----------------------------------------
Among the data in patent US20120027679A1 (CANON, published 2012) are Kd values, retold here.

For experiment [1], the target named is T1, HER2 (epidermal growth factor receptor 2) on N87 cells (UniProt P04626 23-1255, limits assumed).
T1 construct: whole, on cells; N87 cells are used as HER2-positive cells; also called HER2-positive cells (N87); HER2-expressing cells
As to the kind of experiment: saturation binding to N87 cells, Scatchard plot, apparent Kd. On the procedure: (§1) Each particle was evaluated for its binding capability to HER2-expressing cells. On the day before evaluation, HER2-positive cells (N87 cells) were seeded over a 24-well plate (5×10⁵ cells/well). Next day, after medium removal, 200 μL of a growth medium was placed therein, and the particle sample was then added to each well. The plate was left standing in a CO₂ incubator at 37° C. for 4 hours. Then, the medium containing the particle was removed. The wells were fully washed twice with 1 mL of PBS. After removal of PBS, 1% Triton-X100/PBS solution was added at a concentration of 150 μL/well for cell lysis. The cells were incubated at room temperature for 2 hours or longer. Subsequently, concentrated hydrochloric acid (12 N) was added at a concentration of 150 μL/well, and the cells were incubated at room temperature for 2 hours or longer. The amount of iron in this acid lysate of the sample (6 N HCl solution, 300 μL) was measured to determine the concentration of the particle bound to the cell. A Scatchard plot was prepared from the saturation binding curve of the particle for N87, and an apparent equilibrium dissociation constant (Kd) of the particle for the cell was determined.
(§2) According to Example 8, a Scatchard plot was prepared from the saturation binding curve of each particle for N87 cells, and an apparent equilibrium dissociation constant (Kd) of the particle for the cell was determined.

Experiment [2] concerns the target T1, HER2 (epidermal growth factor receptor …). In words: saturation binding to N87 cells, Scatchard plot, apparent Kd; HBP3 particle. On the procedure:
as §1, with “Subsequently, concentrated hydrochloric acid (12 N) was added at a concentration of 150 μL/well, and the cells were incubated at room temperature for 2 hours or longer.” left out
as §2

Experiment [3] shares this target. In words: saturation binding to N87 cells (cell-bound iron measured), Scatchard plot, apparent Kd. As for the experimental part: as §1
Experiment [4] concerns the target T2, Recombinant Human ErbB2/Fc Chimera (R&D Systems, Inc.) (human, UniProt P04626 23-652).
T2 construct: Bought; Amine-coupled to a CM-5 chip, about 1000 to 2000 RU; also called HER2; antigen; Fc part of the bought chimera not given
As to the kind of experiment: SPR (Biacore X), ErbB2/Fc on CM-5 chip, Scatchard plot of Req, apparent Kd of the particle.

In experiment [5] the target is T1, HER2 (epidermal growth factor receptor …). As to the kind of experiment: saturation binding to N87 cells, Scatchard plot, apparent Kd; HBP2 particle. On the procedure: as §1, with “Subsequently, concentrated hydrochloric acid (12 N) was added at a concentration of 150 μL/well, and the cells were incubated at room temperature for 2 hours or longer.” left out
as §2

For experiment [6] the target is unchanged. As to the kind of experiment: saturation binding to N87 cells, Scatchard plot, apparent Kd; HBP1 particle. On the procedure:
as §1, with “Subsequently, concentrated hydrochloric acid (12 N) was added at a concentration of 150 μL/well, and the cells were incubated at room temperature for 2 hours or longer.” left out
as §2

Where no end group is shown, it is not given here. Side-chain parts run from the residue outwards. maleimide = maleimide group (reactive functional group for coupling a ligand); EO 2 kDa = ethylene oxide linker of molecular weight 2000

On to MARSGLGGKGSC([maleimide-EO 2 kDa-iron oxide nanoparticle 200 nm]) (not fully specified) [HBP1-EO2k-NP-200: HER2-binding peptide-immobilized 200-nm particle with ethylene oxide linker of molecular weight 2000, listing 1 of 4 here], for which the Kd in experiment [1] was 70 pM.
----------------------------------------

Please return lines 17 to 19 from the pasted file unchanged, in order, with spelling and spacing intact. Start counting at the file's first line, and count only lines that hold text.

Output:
as §2

Where no end group is shown, it is not given here. Side-chain parts run from the residue outwards. maleimide = maleimide group (reactive functional group for coupling a ligand); EO 2 kDa = ethylene oxide linker of molecular weight 2000

On to MARSGLGGKGSC([maleimide-EO 2 kDa-iron oxide nanoparticle 200 nm]) (not fully specified) [HBP1-EO2k-NP-200: HER2-binding peptide-immobilized 200-nm particle with ethylene oxide linker of molecular weight 2000, listing 1 of 4 here], for which the Kd in experiment [1] was 70 pM.